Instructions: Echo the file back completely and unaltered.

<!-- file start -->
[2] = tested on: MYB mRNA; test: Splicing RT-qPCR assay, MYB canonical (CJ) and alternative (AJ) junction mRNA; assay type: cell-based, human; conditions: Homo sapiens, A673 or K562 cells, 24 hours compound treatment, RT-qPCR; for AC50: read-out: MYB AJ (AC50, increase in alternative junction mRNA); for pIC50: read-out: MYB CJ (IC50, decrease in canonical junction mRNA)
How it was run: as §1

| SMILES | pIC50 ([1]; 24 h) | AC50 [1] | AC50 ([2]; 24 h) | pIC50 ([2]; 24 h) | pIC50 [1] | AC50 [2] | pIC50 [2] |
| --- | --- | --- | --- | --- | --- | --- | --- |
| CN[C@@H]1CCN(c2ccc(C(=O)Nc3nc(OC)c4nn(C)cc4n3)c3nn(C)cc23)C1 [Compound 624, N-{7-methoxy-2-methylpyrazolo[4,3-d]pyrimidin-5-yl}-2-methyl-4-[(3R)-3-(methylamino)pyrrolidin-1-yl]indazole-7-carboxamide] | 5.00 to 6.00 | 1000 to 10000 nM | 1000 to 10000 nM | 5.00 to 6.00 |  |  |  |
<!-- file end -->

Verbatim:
[2] = tested on: MYB mRNA; test: Splicing RT-qPCR assay, MYB canonical (CJ) and alternative (AJ) junction mRNA; assay type: cell-based, human; conditions: Homo sapiens, A673 or K562 cells, 24 hours compound treatment, RT-qPCR; for AC50: read-out: MYB AJ (AC50, increase in alternative junction mRNA); for pIC50: read-out: MYB CJ (IC50, decrease in canonical junction mRNA)
How it was run: as §1

| SMILES | pIC50 ([1]; 24 h) | AC50 [1] | AC50 ([2]; 24 h) | pIC50 ([2]; 24 h) | pIC50 [1] | AC50 [2] | pIC50 [2] |
| --- | --- | --- | --- | --- | --- | --- | --- |
| CN[C@@H]1CCN(c2ccc(C(=O)Nc3nc(OC)c4nn(C)cc4n3)c3nn(C)cc23)C1 [Compound 624, N-{7-methoxy-2-methylpyrazolo[4,3-d]pyrimidin-5-yl}-2-methyl-4-[(3R)-3-(methylamino)pyrrolidin-1-yl]indazole-7-carboxamide] | 5.00 to 6.00 | 1000 to 10000 nM | 1000 to 10000 nM | 5.00 to 6.00 |  |  |  |